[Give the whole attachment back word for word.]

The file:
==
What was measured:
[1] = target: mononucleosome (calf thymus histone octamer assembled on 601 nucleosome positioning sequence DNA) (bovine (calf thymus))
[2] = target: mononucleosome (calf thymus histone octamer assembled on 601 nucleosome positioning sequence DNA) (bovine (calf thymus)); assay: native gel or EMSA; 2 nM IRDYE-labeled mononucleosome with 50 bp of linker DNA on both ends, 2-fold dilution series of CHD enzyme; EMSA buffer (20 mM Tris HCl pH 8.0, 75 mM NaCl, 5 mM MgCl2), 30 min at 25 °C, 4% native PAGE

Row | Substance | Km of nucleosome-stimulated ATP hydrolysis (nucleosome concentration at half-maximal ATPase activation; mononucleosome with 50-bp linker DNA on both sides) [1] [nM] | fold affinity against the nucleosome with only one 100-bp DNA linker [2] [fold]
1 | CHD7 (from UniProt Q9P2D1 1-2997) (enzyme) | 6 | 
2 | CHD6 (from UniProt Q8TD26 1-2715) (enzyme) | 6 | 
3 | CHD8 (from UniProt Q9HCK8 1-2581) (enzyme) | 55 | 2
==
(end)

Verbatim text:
What was measured:
[1] = target: mononucleosome (calf thymus histone octamer assembled on 601 nucleosome positioning sequence DNA) (bovine (calf thymus))
[2] = target: mononucleosome (calf thymus histone octamer assembled on 601 nucleosome positioning sequence DNA) (bovine (calf thymus)); assay: native gel or EMSA; 2 nM IRDYE-labeled mononucleosome with 50 bp of linker DNA on both ends, 2-fold dilution series of CHD enzyme; EMSA buffer (20 mM Tris HCl pH 8.0, 75 mM NaCl, 5 mM MgCl2), 30 min at 25 °C, 4% native PAGE

Row | Substance | Km of nucleosome-stimulated ATP hydrolysis (nucleosome concentration at half-maximal ATPase activation; mononucleosome with 50-bp linker DNA on both sides) [1] [nM] | fold affinity against the nucleosome with only one 100-bp DNA linker [2] [fold]
1 | CHD7 (from UniProt Q9P2D1 1-2997) (enzyme) | 6 | 
2 | CHD6 (from UniProt Q8TD26 1-2715) (enzyme) | 6 | 
3 | CHD8 (from UniProt Q9HCK8 1-2581) (enzyme) | 55 | 2